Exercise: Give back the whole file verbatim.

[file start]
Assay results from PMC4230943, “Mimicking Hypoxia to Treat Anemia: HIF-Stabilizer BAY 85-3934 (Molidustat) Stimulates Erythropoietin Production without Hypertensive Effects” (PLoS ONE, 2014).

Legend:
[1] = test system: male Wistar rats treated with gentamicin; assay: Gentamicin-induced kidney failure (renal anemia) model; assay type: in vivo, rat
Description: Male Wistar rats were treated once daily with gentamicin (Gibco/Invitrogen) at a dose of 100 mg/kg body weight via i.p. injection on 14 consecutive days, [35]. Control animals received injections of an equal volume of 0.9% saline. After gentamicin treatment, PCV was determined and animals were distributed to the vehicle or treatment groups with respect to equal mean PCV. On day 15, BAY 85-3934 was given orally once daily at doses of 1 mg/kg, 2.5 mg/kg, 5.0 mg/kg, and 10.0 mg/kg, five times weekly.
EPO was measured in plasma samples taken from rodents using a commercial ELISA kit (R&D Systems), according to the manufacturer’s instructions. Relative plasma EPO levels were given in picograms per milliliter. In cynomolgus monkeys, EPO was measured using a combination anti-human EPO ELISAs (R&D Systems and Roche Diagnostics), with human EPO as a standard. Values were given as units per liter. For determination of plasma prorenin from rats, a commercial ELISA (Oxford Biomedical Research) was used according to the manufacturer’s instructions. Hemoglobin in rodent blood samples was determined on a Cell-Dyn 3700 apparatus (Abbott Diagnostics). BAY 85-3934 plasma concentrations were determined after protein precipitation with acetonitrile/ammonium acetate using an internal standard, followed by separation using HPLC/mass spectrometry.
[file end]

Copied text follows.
Assay results from PMC4230943, “Mimicking Hypoxia to Treat Anemia: HIF-Stabilizer BAY 85-3934 (Molidustat) Stimulates Erythropoietin Production without Hypertensive Effects” (PLoS ONE, 2014).

Legend:
[1] = test system: male Wistar rats treated with gentamicin; assay: Gentamicin-induced kidney failure (renal anemia) model; assay type: in vivo, rat
Description: Male Wistar rats were treated once daily with gentamicin (Gibco/Invitrogen) at a dose of 100 mg/kg body weight via i.p. injection on 14 consecutive days, [35]. Control animals received injections of an equal volume of 0.9% saline. After gentamicin treatment, PCV was determined and animals were distributed to the vehicle or treatment groups with respect to equal mean PCV. On day 15, BAY 85-3934 was given orally once daily at doses of 1 mg/kg, 2.5 mg/kg, 5.0 mg/kg, and 10.0 mg/kg, five times weekly.
EPO was measured in plasma samples taken from rodents using a commercial ELISA kit (R&D Systems), according to the manufacturer’s instructions. Relative plasma EPO levels were given in picograms per milliliter. In cynomolgus monkeys, EPO was measured using a combination anti-human EPO ELISAs (R&D Systems and Roche Diagnostics), with human EPO as a standard. Values were given as units per liter. For determination of plasma prorenin from rats, a commercial ELISA (Oxford Biomedical Research) was used according to the manufacturer’s instructions. Hemoglobin in rodent blood samples was determined on a Cell-Dyn 3700 apparatus (Abbott Diagnostics). BAY 85-3934 plasma concentrations were determined after protein precipitation with acetonitrile/ammonium acetate using an internal standard, followed by separation using HPLC/mass spectrometry.